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Bonds remain firm fixture in portfolios moving into 2019


  • Nearly three quarters of advisers are considering or looking to write more bond business in the next year

  • The majority of financial advisers (55%) believe onshore bonds play an important role in the advice they give to clients

Nearly three quarters (73%) of financial advisers said they were either considering or planning to increase the amount of bonds they write for clients in the next year, with a quarter stating they would definitely increase the amount they write, according to new research from Canada Life.

The majority of financial advisers (55%) also believe onshore bonds play an important role in the advice they give to clients with three fifths (61%) say bonds are more useful than most advisers believe, a slight increase from 2017 (60%).

Richard Priestley, Executive Director of Canada Life UK, commented: “Despite the complex, rapidly evolving regulatory landscape, the popularity of bonds with advisers shows no signs of slowing. Bonds continue to remain a firm fixture in portfolios, with many advisers recognising the importance and usefulness they hold.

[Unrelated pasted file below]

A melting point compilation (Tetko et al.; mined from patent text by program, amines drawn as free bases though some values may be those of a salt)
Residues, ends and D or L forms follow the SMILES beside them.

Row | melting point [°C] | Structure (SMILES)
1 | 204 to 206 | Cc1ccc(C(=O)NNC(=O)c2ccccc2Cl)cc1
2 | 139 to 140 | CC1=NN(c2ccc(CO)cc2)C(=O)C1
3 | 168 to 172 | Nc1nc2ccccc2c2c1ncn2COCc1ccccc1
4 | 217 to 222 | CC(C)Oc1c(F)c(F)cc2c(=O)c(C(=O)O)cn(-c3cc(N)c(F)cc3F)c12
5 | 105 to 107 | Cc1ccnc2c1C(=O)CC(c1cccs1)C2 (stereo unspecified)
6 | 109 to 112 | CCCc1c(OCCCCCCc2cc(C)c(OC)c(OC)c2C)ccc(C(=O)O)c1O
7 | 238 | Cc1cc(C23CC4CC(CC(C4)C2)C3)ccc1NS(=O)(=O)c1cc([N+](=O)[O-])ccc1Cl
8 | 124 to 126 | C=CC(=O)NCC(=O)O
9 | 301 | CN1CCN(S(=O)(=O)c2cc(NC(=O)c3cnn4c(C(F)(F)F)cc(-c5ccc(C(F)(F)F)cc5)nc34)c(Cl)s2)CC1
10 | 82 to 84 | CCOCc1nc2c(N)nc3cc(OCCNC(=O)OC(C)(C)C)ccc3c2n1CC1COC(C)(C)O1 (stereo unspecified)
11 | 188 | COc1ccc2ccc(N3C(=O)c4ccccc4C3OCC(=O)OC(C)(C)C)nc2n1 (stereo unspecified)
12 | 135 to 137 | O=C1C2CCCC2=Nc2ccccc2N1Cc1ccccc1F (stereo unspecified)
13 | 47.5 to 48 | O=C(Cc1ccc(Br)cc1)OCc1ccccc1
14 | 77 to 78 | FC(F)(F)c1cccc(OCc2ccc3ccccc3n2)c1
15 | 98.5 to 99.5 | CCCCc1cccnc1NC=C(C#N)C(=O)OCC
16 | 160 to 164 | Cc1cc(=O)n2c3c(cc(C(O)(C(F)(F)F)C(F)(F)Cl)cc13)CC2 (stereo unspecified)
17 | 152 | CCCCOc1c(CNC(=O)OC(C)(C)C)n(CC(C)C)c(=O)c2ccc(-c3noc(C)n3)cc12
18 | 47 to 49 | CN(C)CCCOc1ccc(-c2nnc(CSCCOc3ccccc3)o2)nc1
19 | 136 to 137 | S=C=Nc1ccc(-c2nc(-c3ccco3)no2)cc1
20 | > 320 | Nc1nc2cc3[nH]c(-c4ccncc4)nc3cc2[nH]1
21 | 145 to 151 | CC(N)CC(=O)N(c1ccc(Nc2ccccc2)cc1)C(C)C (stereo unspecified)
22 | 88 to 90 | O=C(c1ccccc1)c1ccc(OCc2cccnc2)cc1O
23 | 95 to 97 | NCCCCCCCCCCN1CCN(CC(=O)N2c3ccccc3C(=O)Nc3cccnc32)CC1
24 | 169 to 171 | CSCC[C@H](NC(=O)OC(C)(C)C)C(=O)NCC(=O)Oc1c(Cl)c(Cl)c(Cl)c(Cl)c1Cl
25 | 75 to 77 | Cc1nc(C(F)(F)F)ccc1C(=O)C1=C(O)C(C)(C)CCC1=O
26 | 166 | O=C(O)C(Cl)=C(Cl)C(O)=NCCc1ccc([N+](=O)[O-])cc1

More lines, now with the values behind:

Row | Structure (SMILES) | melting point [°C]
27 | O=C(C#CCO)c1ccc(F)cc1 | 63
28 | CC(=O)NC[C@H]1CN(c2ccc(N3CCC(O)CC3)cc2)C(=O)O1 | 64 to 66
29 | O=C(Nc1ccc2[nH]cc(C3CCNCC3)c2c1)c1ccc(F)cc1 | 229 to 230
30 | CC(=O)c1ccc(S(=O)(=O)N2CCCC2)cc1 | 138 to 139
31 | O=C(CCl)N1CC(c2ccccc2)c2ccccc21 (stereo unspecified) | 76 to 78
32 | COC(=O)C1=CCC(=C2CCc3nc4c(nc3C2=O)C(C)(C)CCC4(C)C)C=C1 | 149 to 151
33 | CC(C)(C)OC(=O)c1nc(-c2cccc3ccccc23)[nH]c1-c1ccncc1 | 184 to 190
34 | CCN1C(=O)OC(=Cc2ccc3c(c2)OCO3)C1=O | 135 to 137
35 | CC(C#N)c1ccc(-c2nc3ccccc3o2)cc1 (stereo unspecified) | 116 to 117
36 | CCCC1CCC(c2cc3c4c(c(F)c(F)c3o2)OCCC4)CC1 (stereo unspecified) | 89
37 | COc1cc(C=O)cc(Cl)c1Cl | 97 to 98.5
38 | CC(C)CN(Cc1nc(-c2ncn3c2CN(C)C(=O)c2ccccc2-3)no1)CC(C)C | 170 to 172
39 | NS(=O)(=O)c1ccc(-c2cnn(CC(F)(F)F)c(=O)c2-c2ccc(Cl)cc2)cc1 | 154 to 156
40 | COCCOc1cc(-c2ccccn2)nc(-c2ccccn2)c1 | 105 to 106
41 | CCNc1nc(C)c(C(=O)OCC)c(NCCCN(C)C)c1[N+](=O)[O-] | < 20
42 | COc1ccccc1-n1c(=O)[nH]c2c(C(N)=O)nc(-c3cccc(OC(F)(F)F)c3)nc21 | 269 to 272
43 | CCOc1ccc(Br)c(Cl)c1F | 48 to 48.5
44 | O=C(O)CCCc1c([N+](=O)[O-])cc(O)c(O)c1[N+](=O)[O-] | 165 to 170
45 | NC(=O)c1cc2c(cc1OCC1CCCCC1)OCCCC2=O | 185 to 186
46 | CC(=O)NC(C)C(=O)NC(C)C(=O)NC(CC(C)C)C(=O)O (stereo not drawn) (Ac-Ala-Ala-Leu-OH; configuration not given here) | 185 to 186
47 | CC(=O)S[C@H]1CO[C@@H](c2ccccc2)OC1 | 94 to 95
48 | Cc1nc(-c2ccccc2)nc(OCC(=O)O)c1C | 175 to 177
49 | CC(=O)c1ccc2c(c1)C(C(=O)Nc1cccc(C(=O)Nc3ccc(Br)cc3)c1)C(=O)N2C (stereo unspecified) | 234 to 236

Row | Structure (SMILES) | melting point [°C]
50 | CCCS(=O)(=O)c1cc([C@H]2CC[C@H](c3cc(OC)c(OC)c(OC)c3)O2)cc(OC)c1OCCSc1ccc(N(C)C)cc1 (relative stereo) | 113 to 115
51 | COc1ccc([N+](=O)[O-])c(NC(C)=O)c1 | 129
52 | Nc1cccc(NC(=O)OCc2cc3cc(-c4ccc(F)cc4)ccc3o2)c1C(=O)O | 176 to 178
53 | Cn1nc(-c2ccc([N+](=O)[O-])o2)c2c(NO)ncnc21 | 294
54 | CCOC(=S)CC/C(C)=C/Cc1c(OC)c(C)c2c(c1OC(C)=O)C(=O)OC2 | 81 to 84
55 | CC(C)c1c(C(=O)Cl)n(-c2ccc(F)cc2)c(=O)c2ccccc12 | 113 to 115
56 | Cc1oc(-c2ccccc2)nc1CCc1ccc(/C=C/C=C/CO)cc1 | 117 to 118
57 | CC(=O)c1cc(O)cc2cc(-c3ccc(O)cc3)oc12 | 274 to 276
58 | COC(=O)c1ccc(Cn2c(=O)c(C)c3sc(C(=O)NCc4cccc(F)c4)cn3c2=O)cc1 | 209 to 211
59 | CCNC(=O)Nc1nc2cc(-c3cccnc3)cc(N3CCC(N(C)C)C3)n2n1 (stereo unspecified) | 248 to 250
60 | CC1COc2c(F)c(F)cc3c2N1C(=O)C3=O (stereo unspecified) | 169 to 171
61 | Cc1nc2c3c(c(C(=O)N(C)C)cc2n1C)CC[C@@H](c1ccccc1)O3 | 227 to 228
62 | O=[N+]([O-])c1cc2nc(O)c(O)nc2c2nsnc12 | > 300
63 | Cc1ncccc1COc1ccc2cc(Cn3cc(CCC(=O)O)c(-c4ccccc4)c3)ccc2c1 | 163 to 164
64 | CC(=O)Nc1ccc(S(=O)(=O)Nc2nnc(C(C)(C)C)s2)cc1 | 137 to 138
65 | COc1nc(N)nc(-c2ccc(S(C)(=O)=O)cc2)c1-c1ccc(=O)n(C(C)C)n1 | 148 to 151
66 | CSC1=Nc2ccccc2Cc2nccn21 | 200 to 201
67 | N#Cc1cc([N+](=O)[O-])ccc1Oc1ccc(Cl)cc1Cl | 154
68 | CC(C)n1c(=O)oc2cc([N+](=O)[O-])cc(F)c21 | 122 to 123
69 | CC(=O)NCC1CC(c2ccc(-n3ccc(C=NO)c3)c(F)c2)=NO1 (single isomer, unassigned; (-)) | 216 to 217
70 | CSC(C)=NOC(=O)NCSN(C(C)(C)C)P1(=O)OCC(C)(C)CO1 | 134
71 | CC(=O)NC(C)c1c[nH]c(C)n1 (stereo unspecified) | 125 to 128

“It is unsurprising that more financial advisers are recognising the benefits of bonds, such as top slicing relief, compared to a year ago. With 2019 on the horizon, they may want to consider the additional benefits of bonds when creating a financial strategy for their clients.”

Financial advisers are increasingly recognising the benefits and value of bonds, compared to twelve months ago.

Over two thirds (67%) of financial advisers cite tax deferral options as an advantage of using bonds, up significantly from just under half (49%) last year. Meanwhile, over three in five advisers (62%) say top slicing relief is one of the main advantages of writing bonds, a substantial increase from 48% in 2017.

Of those planning to write more bonds in the next twelve months, two in five (40%) advisers plan to write a mixture of both onshore and international, while over two fifths (42%) intend to only write more onshore bonds.